In the Marketing project, modify web.config file to remove the connection strings, authentication, membership, rolemanager, profile, and session state, sections.

Now create the Marketing controller (you can have make any other controller as well) in the Marketing project.

using System;

using System.Collections.Generic;

using System.Linq;

using System.Web;

using System.Web.Mvc;

namespace Marketing.Controllers


  public class MarketingController : Controller


    // GET: /Marketing/

    public ActionResult Index()

      return View();


Create an Index view and place the content “Welcome to the Marketing Module” in its header:

@ {

    ViewBag.Title = "Index";

<h2>Welcome to the Marketing Module</h2>

The ProductDemo application is now ready to use with the Marketing module. Build the solution. After building, take a look at the ProductDemo\bin folder and you will see the compiled DLLs for the Marketing module located in there:

Next, run the Product Demo application to see that it is working. In the browser, click the Home and Marketing links to see how the application is switching back and forth between the ProductDemo application shell page and the Marketing module page, each using their respective controllers.

ProductDemo index using the ProductDemo.Controllers.Home controller:

Marketing index using the Marketing.Controllers.Marketing controller:

Repeat the process to create the rest the modules.

That’s it!

How does this work?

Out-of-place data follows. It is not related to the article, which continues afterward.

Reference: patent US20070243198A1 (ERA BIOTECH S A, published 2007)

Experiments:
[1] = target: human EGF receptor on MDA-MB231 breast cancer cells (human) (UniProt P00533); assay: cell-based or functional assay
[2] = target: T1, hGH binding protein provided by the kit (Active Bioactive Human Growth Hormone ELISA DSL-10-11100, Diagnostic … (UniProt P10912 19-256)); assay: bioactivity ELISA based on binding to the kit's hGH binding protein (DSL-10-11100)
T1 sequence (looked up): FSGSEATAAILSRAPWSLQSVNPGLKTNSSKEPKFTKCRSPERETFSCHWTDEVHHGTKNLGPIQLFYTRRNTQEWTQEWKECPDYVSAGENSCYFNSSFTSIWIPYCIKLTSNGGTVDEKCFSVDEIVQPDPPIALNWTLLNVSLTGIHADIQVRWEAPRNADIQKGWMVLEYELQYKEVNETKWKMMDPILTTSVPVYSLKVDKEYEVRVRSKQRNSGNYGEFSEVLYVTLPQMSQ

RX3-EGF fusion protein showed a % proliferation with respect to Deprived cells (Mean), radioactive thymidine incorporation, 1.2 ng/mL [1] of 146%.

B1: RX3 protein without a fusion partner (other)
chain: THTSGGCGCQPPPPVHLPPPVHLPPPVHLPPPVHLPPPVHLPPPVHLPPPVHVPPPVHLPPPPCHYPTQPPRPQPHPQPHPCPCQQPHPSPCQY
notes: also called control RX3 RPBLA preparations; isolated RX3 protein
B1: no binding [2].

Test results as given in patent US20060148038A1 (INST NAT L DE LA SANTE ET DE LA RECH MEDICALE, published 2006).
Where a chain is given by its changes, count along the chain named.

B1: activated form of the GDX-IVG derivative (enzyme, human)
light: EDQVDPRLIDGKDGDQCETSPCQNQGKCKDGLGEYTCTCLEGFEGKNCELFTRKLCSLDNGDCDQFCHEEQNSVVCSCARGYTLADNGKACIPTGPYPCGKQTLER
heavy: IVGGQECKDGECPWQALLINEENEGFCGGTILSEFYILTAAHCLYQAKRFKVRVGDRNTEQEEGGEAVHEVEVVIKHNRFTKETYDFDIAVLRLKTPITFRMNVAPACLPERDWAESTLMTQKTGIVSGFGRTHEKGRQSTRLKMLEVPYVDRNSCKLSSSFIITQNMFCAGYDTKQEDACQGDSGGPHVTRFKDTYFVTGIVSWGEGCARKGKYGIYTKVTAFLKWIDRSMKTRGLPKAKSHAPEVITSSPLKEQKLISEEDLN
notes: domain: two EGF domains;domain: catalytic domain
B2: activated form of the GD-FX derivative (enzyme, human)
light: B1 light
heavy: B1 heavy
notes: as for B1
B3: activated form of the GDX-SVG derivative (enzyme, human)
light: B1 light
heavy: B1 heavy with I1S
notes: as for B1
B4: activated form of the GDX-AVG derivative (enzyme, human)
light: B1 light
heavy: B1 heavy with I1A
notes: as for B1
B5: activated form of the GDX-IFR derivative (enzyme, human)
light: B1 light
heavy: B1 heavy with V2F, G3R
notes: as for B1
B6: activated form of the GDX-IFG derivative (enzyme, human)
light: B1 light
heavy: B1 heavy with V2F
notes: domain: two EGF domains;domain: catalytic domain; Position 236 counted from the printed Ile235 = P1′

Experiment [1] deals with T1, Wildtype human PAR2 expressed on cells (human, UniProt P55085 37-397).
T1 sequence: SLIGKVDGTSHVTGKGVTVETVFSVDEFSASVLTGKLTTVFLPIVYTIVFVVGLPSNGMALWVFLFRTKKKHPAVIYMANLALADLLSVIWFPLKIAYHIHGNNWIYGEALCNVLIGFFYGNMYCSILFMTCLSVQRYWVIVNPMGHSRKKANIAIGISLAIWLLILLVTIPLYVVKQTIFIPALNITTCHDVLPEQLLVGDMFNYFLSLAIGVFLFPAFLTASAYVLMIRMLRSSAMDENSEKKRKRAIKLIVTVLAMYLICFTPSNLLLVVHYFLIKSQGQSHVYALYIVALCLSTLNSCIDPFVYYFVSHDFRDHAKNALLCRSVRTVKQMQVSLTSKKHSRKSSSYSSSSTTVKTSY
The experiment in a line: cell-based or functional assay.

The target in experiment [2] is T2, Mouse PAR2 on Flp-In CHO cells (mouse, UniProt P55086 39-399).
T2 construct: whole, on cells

The ASP.NET MVC Areas structure enables creating separate logical modules and those still resides in same project and binary. Notice xxxAreaRegistration.cs in the Marketing project which is inherited from AreaRegistration. This file tells ASP.NET MVC 4 and the Routing framework the Area name and Route for accessing the Marketing Area and its controller actions. The Global.asax.cs in the ProductDemo main application registers Route information for the application, by way of RouteConfig.cs. This registraton also registers all Areas defined in all assemblies present in application bin directory. Since we have directed the output of the Marketing module to the ProductDemo main application bin directory, the Marketing module Area gets picked up and is “automagically” included.

From a rendering perspective, the main application ProductDemo has a master page (_Layout.cshtml) which is in the Views/Shared directory in the ASP.NET application. As per ASP.NET and the MVC 4 Framework, this layout is inherited to its all sub directories. This way even if the Marketing module is a separate project, it inherits the master page of the main application. The same applies to all other resources like CSS files, images, JavaScript libraries, and other static resources or pages.

This article is part of the GWB Archives. Original Author: Nilesh Hirapra

Related Posts